I went to a orthopedic surgeon, and he operated on my tooth to pull it down.  However, mid surgery, we realized that the supposed "eggshell-like" bone that lines the gums had grown to be very strong where my tooth was supposed to come in.  To continue the procedure, they had to saw through my gum bone to reach the tooth and pull it down.  

Perhaps this popping sensation has something to do with a lack of bone around the tooth. Or the difference in temperature among the exterior of the tooth, the inside of the tooth, and the surrounding support around the tooth.  Just a hypothesis.

M wrote at 2015-05-15 20:45:16
KKM18, I think your response it accurate.  I used a sharp toothpick and went too far and injured my tooth at the room, the front left, (3rd one?)   It doesn't have any nerve sensation anymore (five years now) but when I eat really cold, it makes and expanding sound.

I really, really hope this thing isn't dying.

I told my orthodontist of what I did at the time, and all he said was "uh oh."  

Amanda wrote at 2015-07-02 18:44:07
I have had braces twice and this second time I had Invisalign. The dentist had to shave in between all of my front teeth to make sponge bob square pants gaps so my teeth would fit when the Invisalign was over.  I have beautiful teeth now but my upper left canine has sever pain in the root under my left nostril. When I press under my nostril I can feel pressure all through my caninetoothand it actually makes it feel better. Also I want to add to the list of tooth poppers because the roots of this tooth pops also when I experience cold. I better not have to have root canal after two sets of braces. My teeth are perfectly white and no abscess or anything that I can see visibly. Just started happening and I have no clue why. Dentist on Tuesday  

Meli wrote at 2015-09-07 14:29:55
I have several crowned teeth. Anytime I eat something such as yogurt or ice cream I feel pressure build up in my front crowns then a pressure release. .. Popping, crackling... Has anyone found out what it is. I've mentioned it several times to my dentist and he has no clue.

Power wrote at 2015-09-20 15:59:33
I too am suffering a similar sensation. Contact with cold liquid almost instantly creates a sensation of pressure relieved by what feels like a tiny click and then all is normal again.

I had a white composite filling in one of my lower left molars (L7) around five years ago, part of which recently broke away necessitating the replacement of the entire filling. I have only started noticing the sensation since the filling was replaced although I can't work out precisely where.

It is also next to a tooth (L6) that had a root canal with white composite filling so the general area is a little worse for wear. Although I'm fortunate enough to have dental insurance, I'm sincerely hoping it's not a a crack or fracture.

cassie wrote at 2016-02-09 19:29:09
Also have this popping in my left canine. My orthodontist pulled my baby tooth there and then attached my braces to a small part of the adult tooth that was through the gums and pulled it down. It has been slightly discolored and sensitive to cold ever since.

Corina wrote at 2016-06-13 07:27:11
I also have the same problem. 6 years ago, I had to have several baby teeth pulled but they put me under because I couldnt calm down enough. While I was asleep, they accidentally pulled an adult tooth then shoved it back in the extraction site. Ever since then, if I'm eating ice cream or something cold, I begin to feel pressure in the tooth and if i continue touching it with something cold, it will pop. It makes me cringe every time... /.<

NotARobot wrote at 2016-07-21 15:25:38
This is hilarious.  I started googling to find out what was happening with my tooth. This page comes the closest, but my story is slightly different.

Five years or so ago, I had a crown put in on a back upper molar. A couple years later, I went in to the dentist after a week or so of being sick because I had major tooth pain back there.  The dentist thought there was nothing wrong with the tooth and that it was connected to my sinus issues.  Sure enough, as I got completely well, my toothache went away.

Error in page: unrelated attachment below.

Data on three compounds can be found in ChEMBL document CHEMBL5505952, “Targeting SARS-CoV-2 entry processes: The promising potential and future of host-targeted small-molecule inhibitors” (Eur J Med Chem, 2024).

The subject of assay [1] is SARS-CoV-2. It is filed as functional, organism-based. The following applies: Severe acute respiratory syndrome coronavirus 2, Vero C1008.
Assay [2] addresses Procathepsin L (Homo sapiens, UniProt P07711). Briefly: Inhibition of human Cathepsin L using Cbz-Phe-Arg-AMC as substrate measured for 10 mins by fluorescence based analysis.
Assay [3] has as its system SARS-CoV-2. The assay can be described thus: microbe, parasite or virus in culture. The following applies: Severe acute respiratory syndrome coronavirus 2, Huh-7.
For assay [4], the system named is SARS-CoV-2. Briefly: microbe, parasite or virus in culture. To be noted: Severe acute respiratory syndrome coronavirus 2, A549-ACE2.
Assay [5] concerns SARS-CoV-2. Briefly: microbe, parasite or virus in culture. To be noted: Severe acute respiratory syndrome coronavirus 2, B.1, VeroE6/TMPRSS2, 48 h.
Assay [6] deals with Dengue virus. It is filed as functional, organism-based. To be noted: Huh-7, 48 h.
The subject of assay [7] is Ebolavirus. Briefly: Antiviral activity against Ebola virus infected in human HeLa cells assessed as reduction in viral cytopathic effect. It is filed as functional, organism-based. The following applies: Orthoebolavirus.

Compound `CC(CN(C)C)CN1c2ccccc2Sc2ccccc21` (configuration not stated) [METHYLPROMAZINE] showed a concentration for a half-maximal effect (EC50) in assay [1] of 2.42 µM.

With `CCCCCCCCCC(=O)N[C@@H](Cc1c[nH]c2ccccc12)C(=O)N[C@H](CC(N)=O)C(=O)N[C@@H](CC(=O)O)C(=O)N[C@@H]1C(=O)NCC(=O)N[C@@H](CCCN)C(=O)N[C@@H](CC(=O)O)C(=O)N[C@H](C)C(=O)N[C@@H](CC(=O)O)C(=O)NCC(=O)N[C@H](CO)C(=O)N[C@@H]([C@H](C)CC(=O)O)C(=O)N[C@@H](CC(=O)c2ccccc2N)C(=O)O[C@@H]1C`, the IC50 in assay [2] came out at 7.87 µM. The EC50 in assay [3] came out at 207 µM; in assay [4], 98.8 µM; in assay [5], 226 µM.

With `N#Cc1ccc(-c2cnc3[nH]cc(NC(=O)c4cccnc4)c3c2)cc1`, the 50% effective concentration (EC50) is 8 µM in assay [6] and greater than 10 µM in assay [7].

Earlier this year, I got sick again (nothing major, but there were sinus issues).  Once I was on the upswing, tooth pain in the same area started.  I was pretty sure it was connected to my sinuses.  Sometimes I would feel a very mild popping or draining sensation inside my tooth, and the pain would lessen.  I went to the dentist and the endodontist, and again, they could see nothing wrong with my teeth.  Tooth work did not seem warranted, though the endodontist said I could get a root canal if I wanted.  Decided to not get one and hope that the pain (which comes in waves) would eventually subside.

It has gone away some, though I do get pain and slight popping sometimes.  The biggest contrast for me is that ice water and brushing my teeth actually soothes the pain when I get it.  Also, for some reason, the pain seems to come back after I eat cereal.

Anyway, this morning on my way to work, I got a chicken and biscuit sandwich.  The chicken temperature was HOT. I bit in, and the tooth pressure and pain built and hurt like the dickens!  And then I felt/heard a popping sensation, and the pain left.  It has felt fine for the last few hours.

All that to say, thanks for letting me know that I am not crazy.  Sounds like a lot of you have felt something at least similar.

I would love to know if anyone finds out why this happens.

Bhamps wrote at 2016-09-03 08:37:15
I had 3-4 baby teeth till age of 20. When Dentist pulled them out made braces. Upper tooth (Right  to right upper canine) was a baby tooth and it was was pulled out and I decided to not to get artifical tooth implant II left it empty without implant).  Now it has been more than 5 years of treatment. My right upper canine started taking its place and I feel Tooth Clicking at that tooth when I eat somthing cold like cold water or ice cream.  It also gives sudden painful sensation for a second it that's it.  What I believe is Tooth Clicking/poping happens when there is a NO OR weaker tooth.I will get it checked by dentist because I am sure if you delay a dentist it could be painful both physically and monetary.  

thongbong wrote at 2016-09-26 14:03:12
I'm glad I'm not going crazy. I've had this tooth popping thing happen to me for a while now. My left canine turned darker when I got my braces in high school. 15 years later, it still pops when I drink something cold. Not all the time though. Glad we are all Ok. =D


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Mark Bornfeld DDS


I can respond to all questions dealing with the practice of dentistry, from both the dentist`s and patient`s perspective. I am knowledgeable about all dental disciplines, from cosmetic dentistry to surgery, from restorative dentistry to root canal treatment. I have strong opinions about controversial issues in dental practice, including those topics which directly impact on the reputation of the profession in the eyes of both the lay public and our health profession colleagues.